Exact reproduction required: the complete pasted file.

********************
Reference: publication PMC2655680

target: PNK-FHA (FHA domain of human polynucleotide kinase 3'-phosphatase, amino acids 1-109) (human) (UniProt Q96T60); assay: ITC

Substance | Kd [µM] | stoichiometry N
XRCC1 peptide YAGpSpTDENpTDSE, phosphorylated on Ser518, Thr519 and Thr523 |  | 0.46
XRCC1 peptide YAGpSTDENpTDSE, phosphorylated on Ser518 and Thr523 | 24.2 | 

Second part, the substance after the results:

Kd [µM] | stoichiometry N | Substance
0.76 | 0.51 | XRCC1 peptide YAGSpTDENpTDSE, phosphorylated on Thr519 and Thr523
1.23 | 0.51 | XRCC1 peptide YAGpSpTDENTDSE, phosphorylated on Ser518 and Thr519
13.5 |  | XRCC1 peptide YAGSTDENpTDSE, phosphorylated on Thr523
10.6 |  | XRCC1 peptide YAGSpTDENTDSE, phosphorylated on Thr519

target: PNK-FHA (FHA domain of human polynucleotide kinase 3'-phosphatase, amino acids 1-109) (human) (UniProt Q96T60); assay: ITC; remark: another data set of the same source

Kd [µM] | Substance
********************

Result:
Reference: publication PMC2655680

target: PNK-FHA (FHA domain of human polynucleotide kinase 3'-phosphatase, amino acids 1-109) (human) (UniProt Q96T60); assay: ITC

Substance | Kd [µM] | stoichiometry N
XRCC1 peptide YAGpSpTDENpTDSE, phosphorylated on Ser518, Thr519 and Thr523 |  | 0.46
XRCC1 peptide YAGpSTDENpTDSE, phosphorylated on Ser518 and Thr523 | 24.2 | 

Second part, the substance after the results:

Kd [µM] | stoichiometry N | Substance
0.76 | 0.51 | XRCC1 peptide YAGSpTDENpTDSE, phosphorylated on Thr519 and Thr523
1.23 | 0.51 | XRCC1 peptide YAGpSpTDENTDSE, phosphorylated on Ser518 and Thr519
13.5 |  | XRCC1 peptide YAGSTDENpTDSE, phosphorylated on Thr523
10.6 |  | XRCC1 peptide YAGSpTDENTDSE, phosphorylated on Thr519

target: PNK-FHA (FHA domain of human polynucleotide kinase 3'-phosphatase, amino acids 1-109) (human) (UniProt Q96T60); assay: ITC; remark: another data set of the same source

Kd [µM] | Substance